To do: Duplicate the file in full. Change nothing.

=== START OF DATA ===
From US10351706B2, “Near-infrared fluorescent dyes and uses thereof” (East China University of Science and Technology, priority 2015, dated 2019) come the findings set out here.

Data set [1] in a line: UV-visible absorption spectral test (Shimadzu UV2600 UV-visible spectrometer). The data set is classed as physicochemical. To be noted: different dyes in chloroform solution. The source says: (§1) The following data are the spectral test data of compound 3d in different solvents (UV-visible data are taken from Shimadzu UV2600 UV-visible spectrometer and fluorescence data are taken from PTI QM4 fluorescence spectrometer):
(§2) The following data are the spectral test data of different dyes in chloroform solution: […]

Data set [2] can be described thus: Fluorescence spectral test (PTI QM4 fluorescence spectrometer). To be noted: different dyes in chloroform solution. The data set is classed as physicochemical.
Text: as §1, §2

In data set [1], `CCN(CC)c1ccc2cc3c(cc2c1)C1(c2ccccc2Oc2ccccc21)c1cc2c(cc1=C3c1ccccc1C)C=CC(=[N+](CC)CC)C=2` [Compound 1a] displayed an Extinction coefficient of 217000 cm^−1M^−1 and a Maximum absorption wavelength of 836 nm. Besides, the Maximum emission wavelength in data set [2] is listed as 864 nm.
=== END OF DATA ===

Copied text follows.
From US10351706B2, “Near-infrared fluorescent dyes and uses thereof” (East China University of Science and Technology, priority 2015, dated 2019) come the findings set out here.

Data set [1] in a line: UV-visible absorption spectral test (Shimadzu UV2600 UV-visible spectrometer). The data set is classed as physicochemical. To be noted: different dyes in chloroform solution. The source says: (§1) The following data are the spectral test data of compound 3d in different solvents (UV-visible data are taken from Shimadzu UV2600 UV-visible spectrometer and fluorescence data are taken from PTI QM4 fluorescence spectrometer):
(§2) The following data are the spectral test data of different dyes in chloroform solution: […]

Data set [2] can be described thus: Fluorescence spectral test (PTI QM4 fluorescence spectrometer). To be noted: different dyes in chloroform solution. The data set is classed as physicochemical.
Text: as §1, §2

In data set [1], `CCN(CC)c1ccc2cc3c(cc2c1)C1(c2ccccc2Oc2ccccc21)c1cc2c(cc1=C3c1ccccc1C)C=CC(=[N+](CC)CC)C=2` [Compound 1a] displayed an Extinction coefficient of 217000 cm^−1M^−1 and a Maximum absorption wavelength of 836 nm. Besides, the Maximum emission wavelength in data set [2] is listed as 864 nm.